Tuesday, May 17, 2016 - 07:43

We are honoured to publish this fascinating piece compiled by Chris Taylor of the Muizenberg Historical Conservation Society. It tells the remarkable story of the 2014 discovery of a cannonball that was fired during the Battle of Muizenberg (1795). Thank you to Colin Johnstone for sending it through. [Originally published in May 2014]

[In 2014] Derek Stuart-Findlay of the Kalk Bay Historical Society gave a cannonball to the Muizenberg Historical Conservation Society, knowing that the Battle of Muizenberg is a special focus of ours. The ball was dug up in his garden by Naseegh Jaffer of Ley Road, St James, and it tells a story.

Because we have excellent detail on the actions and participants of the Battle of Muizenberg we can work out a great deal of information on the cannonball. It was found between Ley Road St James and Boyes Drive, quite high above sea level.

It is a 24-pound cast-iron ball, cannons being classed by the weight of the shot they threw. The only time cannonballs have ever been fired on this coast was the Battle of Muizenberg, 8th August 1795. Four ships of the Royal Navy took part in the Battle of Muizenberg on that date. The ships were HMS America (3rd rate, 64 guns), HMS Stately (3rd rate, 64), HMS Echo (sloop, 16) and HMS Rattlesnake (sloop, 16). The sloops were small and light, and only carried little guns, probably no more than 6-pounders, so the ball could only have come from one of the 64’s.

We have it on record from the log of HMS America that she fired at the Dutch picquet at Kalk Bay. The entry reads “at half past 11 weighed anchor... sail in company with Stately Echo and Rattlesnake and 3 gunboats 10 minutes past 12 fired at a three gun battery which the Enemy quitted”. Twenty minutes later they dropped anchor off the Dutch fortifications and opened fire on the defenders, who were spread from the current Posthuys to at least Rust en Vrede, and I believe were concentrated above the Casa Labia and Bailey’s Cottage. It is likely that the ball was fired during the main action.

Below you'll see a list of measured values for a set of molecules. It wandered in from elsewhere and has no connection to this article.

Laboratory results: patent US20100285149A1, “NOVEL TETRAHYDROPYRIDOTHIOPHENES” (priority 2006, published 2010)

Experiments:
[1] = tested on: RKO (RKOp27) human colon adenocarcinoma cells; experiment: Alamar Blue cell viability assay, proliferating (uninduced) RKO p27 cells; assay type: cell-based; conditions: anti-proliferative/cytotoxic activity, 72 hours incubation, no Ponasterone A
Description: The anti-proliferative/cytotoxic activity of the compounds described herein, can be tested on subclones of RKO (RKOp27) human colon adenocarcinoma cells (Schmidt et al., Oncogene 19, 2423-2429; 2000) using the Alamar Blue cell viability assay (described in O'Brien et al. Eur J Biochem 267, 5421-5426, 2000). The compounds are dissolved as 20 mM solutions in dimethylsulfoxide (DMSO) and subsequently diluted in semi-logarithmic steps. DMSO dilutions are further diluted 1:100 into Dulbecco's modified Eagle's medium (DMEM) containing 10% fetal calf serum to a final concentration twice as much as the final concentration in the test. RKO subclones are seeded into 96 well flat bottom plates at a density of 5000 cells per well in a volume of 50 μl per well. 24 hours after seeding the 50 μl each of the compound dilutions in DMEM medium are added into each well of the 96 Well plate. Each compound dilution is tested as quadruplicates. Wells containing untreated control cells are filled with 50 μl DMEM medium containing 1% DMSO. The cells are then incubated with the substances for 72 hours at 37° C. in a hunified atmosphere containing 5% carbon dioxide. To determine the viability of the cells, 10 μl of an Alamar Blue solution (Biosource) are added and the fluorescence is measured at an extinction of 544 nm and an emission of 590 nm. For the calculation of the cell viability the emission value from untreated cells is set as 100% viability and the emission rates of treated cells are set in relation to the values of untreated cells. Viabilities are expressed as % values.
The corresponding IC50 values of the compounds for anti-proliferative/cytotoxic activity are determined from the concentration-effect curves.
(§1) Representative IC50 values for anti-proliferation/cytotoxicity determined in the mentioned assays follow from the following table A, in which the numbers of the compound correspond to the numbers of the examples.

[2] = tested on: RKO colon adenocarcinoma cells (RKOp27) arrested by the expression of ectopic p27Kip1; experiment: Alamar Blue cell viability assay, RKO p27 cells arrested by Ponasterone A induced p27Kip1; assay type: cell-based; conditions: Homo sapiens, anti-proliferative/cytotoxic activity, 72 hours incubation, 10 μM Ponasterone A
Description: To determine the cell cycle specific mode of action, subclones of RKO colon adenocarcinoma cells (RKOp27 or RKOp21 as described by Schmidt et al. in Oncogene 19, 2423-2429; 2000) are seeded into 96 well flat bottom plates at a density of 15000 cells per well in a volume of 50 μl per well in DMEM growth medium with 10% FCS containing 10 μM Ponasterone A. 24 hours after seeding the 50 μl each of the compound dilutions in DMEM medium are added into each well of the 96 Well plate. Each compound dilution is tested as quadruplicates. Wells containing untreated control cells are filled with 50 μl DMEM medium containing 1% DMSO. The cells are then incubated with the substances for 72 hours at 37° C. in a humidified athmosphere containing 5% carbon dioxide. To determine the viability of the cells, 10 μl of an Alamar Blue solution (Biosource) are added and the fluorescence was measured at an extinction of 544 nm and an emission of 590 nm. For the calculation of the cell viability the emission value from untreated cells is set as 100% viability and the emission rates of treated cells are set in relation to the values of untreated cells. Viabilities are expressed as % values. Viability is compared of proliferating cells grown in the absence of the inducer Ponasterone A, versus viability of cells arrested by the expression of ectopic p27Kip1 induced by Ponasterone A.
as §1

The 64’s had two gun decks; a main gun deck which carried the heavy 24’s, and an upper gun deck which carried 18-pounders. The weather deck was kept clear of guns because all the deck space was needed to work the ship. Of the two 64-gun ships that carried 24-pounders, HMS America was facing the St James area during the skirmish.

So, looking back 219 years, we can confidently state that this cannonball was fired from the main gun deck, port side, of HMS America, between the hours of 12.30 and 4.00 pm on 8 August 1795. It did no damage.

Of special interest is that the ball was found where it was, above Ley Road St James, not far below Boyes Drive. The cannon fire was directed at the ground around Bailey’s Cottage and Casa Labia, so the ball was way off target and much too high. This neatly illustrates the point that often misfires meant the cannon only went off some seconds late, when the ship had rolled on the swell, and the gun was no longer pointing at the target.

If readers would like to know more, we run regular walking tours from Muizenberg to Rhodes Cottage which covers the Battle of Muizenberg (and much more). Email info@desertart.co.za for details.

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